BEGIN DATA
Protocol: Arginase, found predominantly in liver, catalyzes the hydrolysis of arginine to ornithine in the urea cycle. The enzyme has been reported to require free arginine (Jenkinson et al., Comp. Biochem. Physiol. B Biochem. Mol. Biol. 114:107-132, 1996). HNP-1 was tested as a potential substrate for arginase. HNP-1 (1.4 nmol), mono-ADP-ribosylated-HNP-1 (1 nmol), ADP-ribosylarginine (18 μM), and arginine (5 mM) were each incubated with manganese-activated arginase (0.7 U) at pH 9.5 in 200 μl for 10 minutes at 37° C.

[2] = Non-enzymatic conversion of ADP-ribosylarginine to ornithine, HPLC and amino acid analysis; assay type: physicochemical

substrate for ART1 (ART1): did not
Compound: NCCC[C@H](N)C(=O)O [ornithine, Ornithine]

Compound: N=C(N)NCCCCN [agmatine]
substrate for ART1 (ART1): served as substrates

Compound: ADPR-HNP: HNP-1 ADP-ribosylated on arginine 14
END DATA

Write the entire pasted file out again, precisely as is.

Protocol: Arginase, found predominantly in liver, catalyzes the hydrolysis of arginine to ornithine in the urea cycle. The enzyme has been reported to require free arginine (Jenkinson et al., Comp. Biochem. Physiol. B Biochem. Mol. Biol. 114:107-132, 1996). HNP-1 was tested as a potential substrate for arginase. HNP-1 (1.4 nmol), mono-ADP-ribosylated-HNP-1 (1 nmol), ADP-ribosylarginine (18 μM), and arginine (5 mM) were each incubated with manganese-activated arginase (0.7 U) at pH 9.5 in 200 μl for 10 minutes at 37° C.

[2] = Non-enzymatic conversion of ADP-ribosylarginine to ornithine, HPLC and amino acid analysis; assay type: physicochemical

substrate for ART1 (ART1): did not
Compound: NCCC[C@H](N)C(=O)O [ornithine, Ornithine]

Compound: N=C(N)NCCCCN [agmatine]
substrate for ART1 (ART1): served as substrates

Compound: ADPR-HNP: HNP-1 ADP-ribosylated on arginine 14